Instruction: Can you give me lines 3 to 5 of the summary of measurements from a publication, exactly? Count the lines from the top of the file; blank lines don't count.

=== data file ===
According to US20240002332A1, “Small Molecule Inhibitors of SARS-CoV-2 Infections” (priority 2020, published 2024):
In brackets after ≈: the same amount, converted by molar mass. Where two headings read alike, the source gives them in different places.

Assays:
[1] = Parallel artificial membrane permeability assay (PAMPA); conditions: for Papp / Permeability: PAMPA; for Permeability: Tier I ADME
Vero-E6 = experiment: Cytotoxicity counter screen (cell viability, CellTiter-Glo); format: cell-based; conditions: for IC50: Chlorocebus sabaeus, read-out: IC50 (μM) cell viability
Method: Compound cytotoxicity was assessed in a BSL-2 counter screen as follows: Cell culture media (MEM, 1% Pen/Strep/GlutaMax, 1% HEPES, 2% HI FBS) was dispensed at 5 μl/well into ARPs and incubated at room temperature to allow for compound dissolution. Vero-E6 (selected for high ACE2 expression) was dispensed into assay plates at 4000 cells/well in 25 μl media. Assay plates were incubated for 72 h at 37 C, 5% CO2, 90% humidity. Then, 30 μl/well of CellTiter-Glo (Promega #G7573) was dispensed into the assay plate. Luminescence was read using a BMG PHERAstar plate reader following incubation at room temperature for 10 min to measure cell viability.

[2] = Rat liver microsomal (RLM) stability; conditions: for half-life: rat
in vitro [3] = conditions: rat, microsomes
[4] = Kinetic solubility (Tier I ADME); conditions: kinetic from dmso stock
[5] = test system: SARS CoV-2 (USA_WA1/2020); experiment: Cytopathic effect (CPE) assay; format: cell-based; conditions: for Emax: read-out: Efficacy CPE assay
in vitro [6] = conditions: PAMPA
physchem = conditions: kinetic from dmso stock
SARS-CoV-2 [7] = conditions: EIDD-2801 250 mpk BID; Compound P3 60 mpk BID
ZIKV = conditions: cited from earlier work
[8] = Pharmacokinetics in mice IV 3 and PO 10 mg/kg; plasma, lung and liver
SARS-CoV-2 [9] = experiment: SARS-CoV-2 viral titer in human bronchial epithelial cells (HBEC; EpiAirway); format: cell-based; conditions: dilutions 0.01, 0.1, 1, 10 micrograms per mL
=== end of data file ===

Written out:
Assays:
[1] = Parallel artificial membrane permeability assay (PAMPA); conditions: for Papp / Permeability: PAMPA; for Permeability: Tier I ADME
Vero-E6 = experiment: Cytotoxicity counter screen (cell viability, CellTiter-Glo); format: cell-based; conditions: for IC50: Chlorocebus sabaeus, read-out: IC50 (μM) cell viability